It’s been called the victimization of America. The grand excuse. We are all victims of something so the responsibility of our acts can’t entirely rest on our own shoulders. Nope, we’ve got to have an excuse. Someone else to share the blame. Alcoholism, child abuse, being molested as a youth. All real good excuses. Rarely the reason, for everyone has a past chock full of experiences. In my own mind I can assign my being sick in the forth grade, or not making the team, or just not being any good playing the piano as an excuse for my actions. But excuses are all they are. We’ve all experienced tragedy of some form or fashion. The death of a parent, or puppy. We’ve had best friends move away, or failed a test, or took the blame for something we didn’t do. We are all victims. Yes, we’re the victim generation. You’d think the right to an excuse was in the Bill of Rights. And if we keep on as we are, it just might get there.
When I was young and did wrong, say at school, I may have gotten paddled by the teacher that caught me doing whatever it was I did. I’d get sent on to the principal. After sitting and sweating for a while outside his office I’d get called in and “take my licks” literally. When I got home mom would surly have heard. I’d have to walk that walk out to the hedge around the backyard and get mom a switch. And it had better be a good switch, heaven forbid the walk back if not. And if I tried to blame what I did on another, I’d just be tattling and trying to put my responsibility off on someone else. If they did wrong, I’d be told, they would get their own punishment. As guess what? I wouldn’t do whatever it was I did again. I learned right from wrong. I learned that there were consequences to my actions. I learned that what I did was my responsibility and not someone else’s.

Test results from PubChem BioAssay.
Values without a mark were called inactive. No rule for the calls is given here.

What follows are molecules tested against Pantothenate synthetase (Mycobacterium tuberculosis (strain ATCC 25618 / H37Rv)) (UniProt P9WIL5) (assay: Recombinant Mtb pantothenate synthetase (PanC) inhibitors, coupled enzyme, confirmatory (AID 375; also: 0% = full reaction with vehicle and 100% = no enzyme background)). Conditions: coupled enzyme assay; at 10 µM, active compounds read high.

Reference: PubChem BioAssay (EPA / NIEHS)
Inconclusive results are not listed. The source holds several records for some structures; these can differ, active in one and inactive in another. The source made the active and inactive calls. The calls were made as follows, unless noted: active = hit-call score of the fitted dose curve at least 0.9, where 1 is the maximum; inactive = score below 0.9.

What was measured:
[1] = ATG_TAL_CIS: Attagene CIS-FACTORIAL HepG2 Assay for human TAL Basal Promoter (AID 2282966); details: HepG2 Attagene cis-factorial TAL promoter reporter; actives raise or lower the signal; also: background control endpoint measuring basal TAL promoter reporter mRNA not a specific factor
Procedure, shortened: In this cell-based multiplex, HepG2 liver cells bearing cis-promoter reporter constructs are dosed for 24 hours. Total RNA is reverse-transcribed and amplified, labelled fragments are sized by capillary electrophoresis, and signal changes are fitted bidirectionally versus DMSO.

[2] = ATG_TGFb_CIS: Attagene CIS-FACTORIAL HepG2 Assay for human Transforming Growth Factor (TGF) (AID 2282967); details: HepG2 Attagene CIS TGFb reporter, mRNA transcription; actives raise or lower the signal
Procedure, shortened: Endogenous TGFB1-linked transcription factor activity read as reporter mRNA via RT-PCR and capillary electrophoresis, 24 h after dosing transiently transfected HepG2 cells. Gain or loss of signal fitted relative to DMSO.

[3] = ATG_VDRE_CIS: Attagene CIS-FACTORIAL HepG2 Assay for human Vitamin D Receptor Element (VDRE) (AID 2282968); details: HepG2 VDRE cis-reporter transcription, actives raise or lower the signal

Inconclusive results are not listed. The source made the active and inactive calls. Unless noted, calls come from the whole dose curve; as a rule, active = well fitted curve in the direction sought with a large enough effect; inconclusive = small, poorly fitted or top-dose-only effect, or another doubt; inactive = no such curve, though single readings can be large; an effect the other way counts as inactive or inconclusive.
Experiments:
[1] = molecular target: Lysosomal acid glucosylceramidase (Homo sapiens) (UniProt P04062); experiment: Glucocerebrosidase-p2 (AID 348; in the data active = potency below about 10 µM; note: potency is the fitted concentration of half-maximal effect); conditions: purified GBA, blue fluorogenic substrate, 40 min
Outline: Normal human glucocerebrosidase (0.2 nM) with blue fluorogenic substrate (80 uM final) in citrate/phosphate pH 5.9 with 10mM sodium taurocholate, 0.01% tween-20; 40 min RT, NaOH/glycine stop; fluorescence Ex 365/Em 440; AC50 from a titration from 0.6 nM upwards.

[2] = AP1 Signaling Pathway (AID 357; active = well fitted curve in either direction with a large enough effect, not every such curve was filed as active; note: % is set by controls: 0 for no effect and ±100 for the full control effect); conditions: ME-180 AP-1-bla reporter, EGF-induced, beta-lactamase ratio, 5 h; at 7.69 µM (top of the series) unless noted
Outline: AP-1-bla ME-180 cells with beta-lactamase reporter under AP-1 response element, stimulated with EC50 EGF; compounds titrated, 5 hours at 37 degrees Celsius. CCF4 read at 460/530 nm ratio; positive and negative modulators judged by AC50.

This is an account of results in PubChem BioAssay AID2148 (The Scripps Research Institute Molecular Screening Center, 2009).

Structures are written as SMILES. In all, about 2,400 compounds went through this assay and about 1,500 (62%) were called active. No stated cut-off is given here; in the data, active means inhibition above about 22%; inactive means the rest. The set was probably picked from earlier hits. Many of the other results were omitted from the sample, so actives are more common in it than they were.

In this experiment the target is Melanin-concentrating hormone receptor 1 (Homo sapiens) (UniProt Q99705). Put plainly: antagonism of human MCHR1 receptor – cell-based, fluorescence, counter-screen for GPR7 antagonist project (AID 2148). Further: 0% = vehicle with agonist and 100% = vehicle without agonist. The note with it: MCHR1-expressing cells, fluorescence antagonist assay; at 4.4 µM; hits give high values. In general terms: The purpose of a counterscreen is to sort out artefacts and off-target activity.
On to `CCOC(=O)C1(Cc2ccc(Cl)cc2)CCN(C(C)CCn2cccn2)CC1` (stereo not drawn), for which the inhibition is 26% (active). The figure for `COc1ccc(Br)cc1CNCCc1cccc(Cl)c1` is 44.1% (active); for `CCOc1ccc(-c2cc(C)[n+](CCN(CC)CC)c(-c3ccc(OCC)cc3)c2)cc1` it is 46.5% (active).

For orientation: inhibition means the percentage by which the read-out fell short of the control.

I had another huge benefit when I grew up. I went to Church. Not only Church, but Sunday school. Church was more, I’d say, expected, back then. Almost everyone went to one church or another. It was the rare exception that didn’t. And there we were taught the meaning behind good and evil. We were taught about Heaven and Hell. And yes we had the fear of God put in us. We were taught the Lord’s prayer and the Ten commandments and about the Golden Rule. But that’s not politically correct now. It infringes on others rights. Fewer and fewer attend Church now. But there IS something to be said for learning the Lords Prayer and forgiving trespasses against us. There’s something to be said for learning the Ten Commandments and how it’s wrong to kill, steal, and lust, and that its right to respect our parents. And that if we would only remember to do unto others as we’d have them do unto us, the world would be such a better place. And that Hell is a very real place, and you don’t want to go there.